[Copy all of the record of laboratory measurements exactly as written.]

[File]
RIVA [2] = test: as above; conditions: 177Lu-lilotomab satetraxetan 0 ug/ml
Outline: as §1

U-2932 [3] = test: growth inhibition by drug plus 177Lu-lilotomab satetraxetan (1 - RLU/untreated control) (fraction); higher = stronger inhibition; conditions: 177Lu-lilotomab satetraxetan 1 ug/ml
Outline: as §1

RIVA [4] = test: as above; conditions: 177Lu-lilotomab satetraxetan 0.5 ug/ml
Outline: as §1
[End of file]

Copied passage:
RIVA [2] = test: as above; conditions: 177Lu-lilotomab satetraxetan 0 ug/ml
Outline: as §1

U-2932 [3] = test: growth inhibition by drug plus 177Lu-lilotomab satetraxetan (1 - RLU/untreated control) (fraction); higher = stronger inhibition; conditions: 177Lu-lilotomab satetraxetan 1 ug/ml
Outline: as §1

RIVA [4] = test: as above; conditions: 177Lu-lilotomab satetraxetan 0.5 ug/ml
Outline: as §1